Alexandra Clegg, Alexandra Clegg, chief investment officer for Magna Hospitality Group speaks at Bryant University
Alexandra Clegg, chief investment officer for Magna Hospitality Group, provides information and advice to students from both Bryant University and local high schools at the inaugural Bryant University Women’s Business Retreat.
Women in Business Retreat opens up communications, paths in finance
Jun 05, 2024, by Stephen Kostrzewa
Learn About Bryant Apply to Bryant

At first, there were a few awkward moments at the inaugural Bryant University Women’s Business Retreat. Around one table, a mix of Bryant students, local high school students, faculty, and industry professionals had only just met each other, and the gulfs between their lives and ages and levels of experience seemed wide.

But then Alexandra Clegg, chief investment officer for Magna Hospitality Group, asked the table a simple question: “What brought you to the event today?” Slowly but steadily, her tablemates began to open up: For some, it was to receive an introduction to a field they knew little about. For others, it was the opportunity to learn more about potential careers. Others, still, were looking for guidance and advice as they took their first tenuous steps into a wider world.

What united them, however, was an excitement to make new connections and share a day devoted to building relationships and networks for young women in business.

After just a brief conversation, it turned out, they weren’t so different after all — and that’s exactly how Retreat organizer, Senior Lecturer of Finance and Director of Bryant’s Financial Planning Program Mara Derderian had planned it. By bringing together such a diverse group, she said — and mixing the audiences at the tables — everyone came away with not just new friends but a new outlook as well.

“When you can learn from a wide range of personal experiences and perspectives, it doesn’t just help you understand the world around you better, it helps you understand yourself a little better too,” explained Derderian, who is spearheading the university’s initiative to develop and support women in finance leadership. By taking the students out of their comfort zone, it broadens their horizons.

As North Providence High School student Molly Witt noted, “I just think it's really cool because we're all able to share our passions with each other, and not just our passions, but who we are.

“An event like this gives you people to talk to about what you care about, and to look up to,” she said.

Kelly Lannan at Bryant University
Kelly Lannan, senior vice president of Emerging Customers for Personal Investing at Fidelity Investments, discussed the importance of managing your financial destiny and the joys of a career in the finance field

The four-day Women’s Business Retreat was dedicated to building those strong relationships, both on campus and off. Twenty-two undergraduate women from Bryant — some Finance majors, other just interested in learning more about the field — shared the first day of the Retreat with 80 young women from Rhode Island high schools, including East Greenwich High School, North Providence High School, Pawtucket High School, The Lincoln School, and LaSalle Academy. Also on hand alongside Derderian were Bryant faculty members — including Sr. Lecturer of Finance Maura Dowling, Assistant Professor of Finance Leila Zbib, Ph.D., and Professor of Finance Asli Ascioglu, Ph.D. — and a host of professionals eager to help guide the next generation.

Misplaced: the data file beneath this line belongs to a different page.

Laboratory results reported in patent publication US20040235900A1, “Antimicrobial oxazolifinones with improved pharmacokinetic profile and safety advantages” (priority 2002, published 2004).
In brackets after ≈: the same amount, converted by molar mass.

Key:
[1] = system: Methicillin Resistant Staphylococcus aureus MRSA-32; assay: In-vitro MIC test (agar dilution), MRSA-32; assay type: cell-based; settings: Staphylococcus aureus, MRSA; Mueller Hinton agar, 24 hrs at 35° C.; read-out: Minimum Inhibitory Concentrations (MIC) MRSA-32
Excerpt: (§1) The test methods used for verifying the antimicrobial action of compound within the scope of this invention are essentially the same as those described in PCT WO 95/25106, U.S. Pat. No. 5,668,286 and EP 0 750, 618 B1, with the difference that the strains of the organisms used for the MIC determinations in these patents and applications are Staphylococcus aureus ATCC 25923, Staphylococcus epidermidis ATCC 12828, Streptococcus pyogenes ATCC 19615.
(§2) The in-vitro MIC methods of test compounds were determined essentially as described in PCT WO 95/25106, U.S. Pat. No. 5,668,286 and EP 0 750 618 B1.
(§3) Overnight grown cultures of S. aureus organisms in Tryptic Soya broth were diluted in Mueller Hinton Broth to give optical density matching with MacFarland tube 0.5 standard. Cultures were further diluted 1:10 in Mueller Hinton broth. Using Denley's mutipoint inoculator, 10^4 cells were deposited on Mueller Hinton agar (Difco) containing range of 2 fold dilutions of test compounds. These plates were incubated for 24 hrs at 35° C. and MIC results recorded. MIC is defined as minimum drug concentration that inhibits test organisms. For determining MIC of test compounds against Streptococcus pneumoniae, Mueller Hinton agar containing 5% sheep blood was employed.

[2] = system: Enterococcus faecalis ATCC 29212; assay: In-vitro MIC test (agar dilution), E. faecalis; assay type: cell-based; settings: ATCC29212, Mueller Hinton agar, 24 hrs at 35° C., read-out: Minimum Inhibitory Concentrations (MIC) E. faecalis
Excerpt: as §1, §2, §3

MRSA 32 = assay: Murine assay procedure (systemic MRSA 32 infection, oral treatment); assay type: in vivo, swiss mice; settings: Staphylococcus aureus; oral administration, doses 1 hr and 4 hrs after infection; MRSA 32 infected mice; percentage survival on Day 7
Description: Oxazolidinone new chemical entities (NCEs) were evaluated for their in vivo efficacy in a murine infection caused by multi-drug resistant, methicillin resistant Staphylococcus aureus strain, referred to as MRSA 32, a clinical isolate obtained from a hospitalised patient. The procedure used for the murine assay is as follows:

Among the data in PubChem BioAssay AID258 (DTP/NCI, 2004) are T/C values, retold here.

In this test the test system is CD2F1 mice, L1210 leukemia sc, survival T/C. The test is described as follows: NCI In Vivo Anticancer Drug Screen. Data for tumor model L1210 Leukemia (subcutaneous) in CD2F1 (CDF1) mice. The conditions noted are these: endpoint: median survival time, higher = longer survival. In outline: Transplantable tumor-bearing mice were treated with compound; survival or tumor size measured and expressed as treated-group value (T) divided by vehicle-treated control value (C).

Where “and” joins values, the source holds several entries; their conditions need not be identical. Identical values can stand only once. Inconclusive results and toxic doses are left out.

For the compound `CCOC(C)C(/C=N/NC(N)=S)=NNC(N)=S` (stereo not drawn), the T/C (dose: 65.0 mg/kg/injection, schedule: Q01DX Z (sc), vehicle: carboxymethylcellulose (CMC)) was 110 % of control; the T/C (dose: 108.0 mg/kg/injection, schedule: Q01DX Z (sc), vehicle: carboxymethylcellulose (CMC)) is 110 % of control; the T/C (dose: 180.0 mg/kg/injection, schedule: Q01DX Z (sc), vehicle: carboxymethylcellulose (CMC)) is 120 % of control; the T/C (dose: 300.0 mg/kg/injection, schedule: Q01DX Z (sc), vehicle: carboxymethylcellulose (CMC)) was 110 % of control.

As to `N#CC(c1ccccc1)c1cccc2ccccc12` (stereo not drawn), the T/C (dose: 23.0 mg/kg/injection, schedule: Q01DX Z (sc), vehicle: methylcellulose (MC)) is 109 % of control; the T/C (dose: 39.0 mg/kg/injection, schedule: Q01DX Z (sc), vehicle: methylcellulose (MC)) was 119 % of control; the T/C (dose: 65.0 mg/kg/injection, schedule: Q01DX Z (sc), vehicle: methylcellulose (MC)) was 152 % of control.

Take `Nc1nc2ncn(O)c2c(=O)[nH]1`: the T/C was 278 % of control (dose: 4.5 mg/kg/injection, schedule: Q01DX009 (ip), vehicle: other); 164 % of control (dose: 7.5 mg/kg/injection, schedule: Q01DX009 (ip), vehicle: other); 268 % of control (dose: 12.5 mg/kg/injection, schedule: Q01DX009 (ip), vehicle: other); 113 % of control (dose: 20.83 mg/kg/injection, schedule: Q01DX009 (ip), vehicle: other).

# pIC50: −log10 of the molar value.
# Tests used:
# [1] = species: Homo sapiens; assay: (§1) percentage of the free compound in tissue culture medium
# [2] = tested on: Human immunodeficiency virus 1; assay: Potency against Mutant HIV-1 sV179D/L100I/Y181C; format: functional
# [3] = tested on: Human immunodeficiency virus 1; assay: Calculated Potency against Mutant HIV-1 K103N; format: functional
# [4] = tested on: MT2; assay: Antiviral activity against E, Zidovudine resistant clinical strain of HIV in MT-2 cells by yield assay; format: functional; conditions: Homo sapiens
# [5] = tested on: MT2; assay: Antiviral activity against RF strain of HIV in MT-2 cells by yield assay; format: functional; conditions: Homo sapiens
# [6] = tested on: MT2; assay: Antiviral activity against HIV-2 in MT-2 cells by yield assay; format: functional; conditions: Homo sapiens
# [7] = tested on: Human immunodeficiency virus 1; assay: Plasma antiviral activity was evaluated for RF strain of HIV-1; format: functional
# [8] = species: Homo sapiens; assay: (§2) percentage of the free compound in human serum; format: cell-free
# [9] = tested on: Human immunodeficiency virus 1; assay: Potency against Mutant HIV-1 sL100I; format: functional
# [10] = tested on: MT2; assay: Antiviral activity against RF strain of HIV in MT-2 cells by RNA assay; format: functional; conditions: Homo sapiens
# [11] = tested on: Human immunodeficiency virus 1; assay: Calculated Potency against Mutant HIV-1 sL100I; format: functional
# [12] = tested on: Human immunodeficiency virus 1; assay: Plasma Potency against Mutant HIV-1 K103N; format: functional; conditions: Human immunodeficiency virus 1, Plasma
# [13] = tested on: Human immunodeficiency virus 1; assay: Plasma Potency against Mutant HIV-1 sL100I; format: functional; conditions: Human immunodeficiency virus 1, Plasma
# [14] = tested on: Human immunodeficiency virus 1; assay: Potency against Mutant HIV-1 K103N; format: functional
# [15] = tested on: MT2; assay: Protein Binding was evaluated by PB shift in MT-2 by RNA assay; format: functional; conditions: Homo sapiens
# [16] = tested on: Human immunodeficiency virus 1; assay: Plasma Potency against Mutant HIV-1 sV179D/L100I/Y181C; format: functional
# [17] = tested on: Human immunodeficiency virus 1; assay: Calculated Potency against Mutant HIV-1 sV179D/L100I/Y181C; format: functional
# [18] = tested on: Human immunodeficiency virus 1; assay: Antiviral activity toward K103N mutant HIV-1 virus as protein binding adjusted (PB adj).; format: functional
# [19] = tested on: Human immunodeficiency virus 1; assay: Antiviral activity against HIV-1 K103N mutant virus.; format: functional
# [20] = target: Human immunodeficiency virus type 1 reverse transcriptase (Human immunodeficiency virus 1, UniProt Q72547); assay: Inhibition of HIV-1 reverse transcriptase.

The idea for the on-campus event, says Derderian, came from her work teaching basic finance education to high school students, with Bryant Finance students helping to deliver the lesson plan. There’s power in community, she stated — and that community can be especially powerful for young women. “There’s such a huge gender split and inequality really between male and female in the finance industry,” she said. “So, I wanted to develop programming that might be of particular interest to young women.

“What we’re trying to do with this Retreat is build camaraderie, build confidence, and build networks so that everyone can be the best that they can be, whatever they decide to do, and whoever they work with,” said Derderian.

When she put out the call for speakers at the event, she was overwhelmed by the response, including representatives from Fidelity, Magna Hospitality, and CVS Health. “The Retreat is a beautiful example of community support and outreach,” Derderian noted. “You've got some of the largest employers in Rhode Island and great community partners working with educators to help young women to excel.”

Gaining perspectives 
Over the course of a packed day, the attendees heard from a wealth of experts in a variety of areas. Morning speaker Kelly Lannan, senior vice president of Emerging Customers for Personal Investing at Fidelity Investments, discussed the power of financial education and the joys of a career in the finance field. “Financial services is one those few industries where you can see how your work affects people’s lives,” she notes.

Two panels featured representatives from CVS Health, with panelists in careers ranging from finance to marketing to HR. They discussed making the transition from college to industry, finding internships, creating successful cover letters, displaying confidence in job interviews, and standing out as a new employee.

In her keynote address, Clegg discussed her industry, the power of financial education, and secrets to success. But she also shared an earnest look at her career. Chief among them: You can excel while still being yourself. “I realized that I do not have to emulate the behavior of the men around me; I can do everything in my own style,” she told her audience.